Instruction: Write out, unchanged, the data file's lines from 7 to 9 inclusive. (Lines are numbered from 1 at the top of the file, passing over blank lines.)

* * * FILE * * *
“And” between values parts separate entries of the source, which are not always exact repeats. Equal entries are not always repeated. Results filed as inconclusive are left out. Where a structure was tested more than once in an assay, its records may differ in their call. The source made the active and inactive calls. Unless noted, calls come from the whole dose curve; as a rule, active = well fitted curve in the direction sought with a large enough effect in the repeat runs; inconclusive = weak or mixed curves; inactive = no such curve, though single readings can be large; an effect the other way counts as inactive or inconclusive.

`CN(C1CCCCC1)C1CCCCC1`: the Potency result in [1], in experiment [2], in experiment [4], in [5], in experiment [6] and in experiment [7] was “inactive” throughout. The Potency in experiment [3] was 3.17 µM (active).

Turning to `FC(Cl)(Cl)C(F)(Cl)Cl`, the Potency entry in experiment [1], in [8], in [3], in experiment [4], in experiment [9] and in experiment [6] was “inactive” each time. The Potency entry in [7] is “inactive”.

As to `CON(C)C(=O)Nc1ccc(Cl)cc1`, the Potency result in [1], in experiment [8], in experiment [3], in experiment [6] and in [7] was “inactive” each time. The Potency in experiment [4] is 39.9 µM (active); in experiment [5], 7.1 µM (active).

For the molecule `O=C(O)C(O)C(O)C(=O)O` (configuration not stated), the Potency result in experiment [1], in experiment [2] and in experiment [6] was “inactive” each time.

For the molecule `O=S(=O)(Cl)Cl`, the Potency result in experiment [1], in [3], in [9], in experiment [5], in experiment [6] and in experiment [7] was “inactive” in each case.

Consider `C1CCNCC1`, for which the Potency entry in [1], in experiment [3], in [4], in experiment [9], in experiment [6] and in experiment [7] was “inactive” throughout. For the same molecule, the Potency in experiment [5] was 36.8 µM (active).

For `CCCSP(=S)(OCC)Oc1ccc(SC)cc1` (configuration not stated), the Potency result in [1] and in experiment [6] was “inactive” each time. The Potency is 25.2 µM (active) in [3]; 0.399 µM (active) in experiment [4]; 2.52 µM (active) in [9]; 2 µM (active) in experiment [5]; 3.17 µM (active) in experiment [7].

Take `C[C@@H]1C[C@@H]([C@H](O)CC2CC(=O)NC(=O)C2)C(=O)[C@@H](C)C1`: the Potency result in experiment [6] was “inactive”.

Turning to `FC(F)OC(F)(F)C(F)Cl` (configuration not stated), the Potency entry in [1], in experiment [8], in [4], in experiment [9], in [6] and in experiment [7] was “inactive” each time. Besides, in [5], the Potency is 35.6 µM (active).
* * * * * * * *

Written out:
Consider `C1CCNCC1`, for which the Potency entry in [1], in experiment [3], in [4], in experiment [9], in experiment [6] and in experiment [7] was “inactive” throughout. For the same molecule, the Potency in experiment [5] was 36.8 µM (active).

For `CCCSP(=S)(OCC)Oc1ccc(SC)cc1` (configuration not stated), the Potency result in [1] and in experiment [6] was “inactive” each time. The Potency is 25.2 µM (active) in [3]; 0.399 µM (active) in experiment [4]; 2.52 µM (active) in [9]; 2 µM (active) in experiment [5]; 3.17 µM (active) in experiment [7].

Take `C[C@@H]1C[C@@H]([C@H](O)CC2CC(=O)NC(=O)C2)C(=O)[C@@H](C)C1`: the Potency result in experiment [6] was “inactive”.